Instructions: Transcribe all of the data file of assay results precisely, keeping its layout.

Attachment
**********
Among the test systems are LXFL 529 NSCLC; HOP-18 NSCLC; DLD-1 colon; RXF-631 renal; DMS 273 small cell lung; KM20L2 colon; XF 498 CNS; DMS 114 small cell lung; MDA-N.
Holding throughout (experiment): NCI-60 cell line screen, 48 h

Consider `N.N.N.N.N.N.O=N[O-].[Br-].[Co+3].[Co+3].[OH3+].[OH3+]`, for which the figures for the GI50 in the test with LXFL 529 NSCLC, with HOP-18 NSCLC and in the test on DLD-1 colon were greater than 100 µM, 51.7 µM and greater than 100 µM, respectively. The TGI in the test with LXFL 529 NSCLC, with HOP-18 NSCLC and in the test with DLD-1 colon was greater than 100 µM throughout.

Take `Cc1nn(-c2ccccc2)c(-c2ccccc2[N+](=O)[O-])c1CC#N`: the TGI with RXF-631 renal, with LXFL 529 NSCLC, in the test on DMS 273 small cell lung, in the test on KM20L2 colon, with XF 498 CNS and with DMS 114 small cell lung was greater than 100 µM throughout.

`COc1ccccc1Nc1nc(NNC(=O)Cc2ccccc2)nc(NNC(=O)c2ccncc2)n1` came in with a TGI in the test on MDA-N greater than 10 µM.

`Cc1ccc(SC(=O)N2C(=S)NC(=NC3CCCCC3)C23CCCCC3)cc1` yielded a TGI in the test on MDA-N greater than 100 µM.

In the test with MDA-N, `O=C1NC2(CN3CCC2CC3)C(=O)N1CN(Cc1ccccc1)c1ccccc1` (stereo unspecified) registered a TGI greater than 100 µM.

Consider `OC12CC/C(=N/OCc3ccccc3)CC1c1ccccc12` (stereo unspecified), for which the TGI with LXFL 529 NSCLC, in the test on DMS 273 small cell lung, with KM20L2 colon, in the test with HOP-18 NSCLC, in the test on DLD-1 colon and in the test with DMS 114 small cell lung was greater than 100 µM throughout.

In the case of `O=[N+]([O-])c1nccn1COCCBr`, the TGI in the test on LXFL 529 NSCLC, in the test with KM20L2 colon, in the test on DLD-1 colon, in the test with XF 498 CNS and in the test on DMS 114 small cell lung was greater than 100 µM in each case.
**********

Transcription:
Among the test systems are LXFL 529 NSCLC; HOP-18 NSCLC; DLD-1 colon; RXF-631 renal; DMS 273 small cell lung; KM20L2 colon; XF 498 CNS; DMS 114 small cell lung; MDA-N.
Holding throughout (experiment): NCI-60 cell line screen, 48 h

Consider `N.N.N.N.N.N.O=N[O-].[Br-].[Co+3].[Co+3].[OH3+].[OH3+]`, for which the figures for the GI50 in the test with LXFL 529 NSCLC, with HOP-18 NSCLC and in the test on DLD-1 colon were greater than 100 µM, 51.7 µM and greater than 100 µM, respectively. The TGI in the test with LXFL 529 NSCLC, with HOP-18 NSCLC and in the test with DLD-1 colon was greater than 100 µM throughout.

Take `Cc1nn(-c2ccccc2)c(-c2ccccc2[N+](=O)[O-])c1CC#N`: the TGI with RXF-631 renal, with LXFL 529 NSCLC, in the test on DMS 273 small cell lung, in the test on KM20L2 colon, with XF 498 CNS and with DMS 114 small cell lung was greater than 100 µM throughout.

`COc1ccccc1Nc1nc(NNC(=O)Cc2ccccc2)nc(NNC(=O)c2ccncc2)n1` came in with a TGI in the test on MDA-N greater than 10 µM.

`Cc1ccc(SC(=O)N2C(=S)NC(=NC3CCCCC3)C23CCCCC3)cc1` yielded a TGI in the test on MDA-N greater than 100 µM.

In the test with MDA-N, `O=C1NC2(CN3CCC2CC3)C(=O)N1CN(Cc1ccccc1)c1ccccc1` (stereo unspecified) registered a TGI greater than 100 µM.

Consider `OC12CC/C(=N/OCc3ccccc3)CC1c1ccccc12` (stereo unspecified), for which the TGI with LXFL 529 NSCLC, in the test on DMS 273 small cell lung, with KM20L2 colon, in the test with HOP-18 NSCLC, in the test on DLD-1 colon and in the test with DMS 114 small cell lung was greater than 100 µM throughout.

In the case of `O=[N+]([O-])c1nccn1COCCBr`, the TGI in the test on LXFL 529 NSCLC, in the test with KM20L2 colon, in the test on DLD-1 colon, in the test with XF 498 CNS and in the test on DMS 114 small cell lung was greater than 100 µM in each case.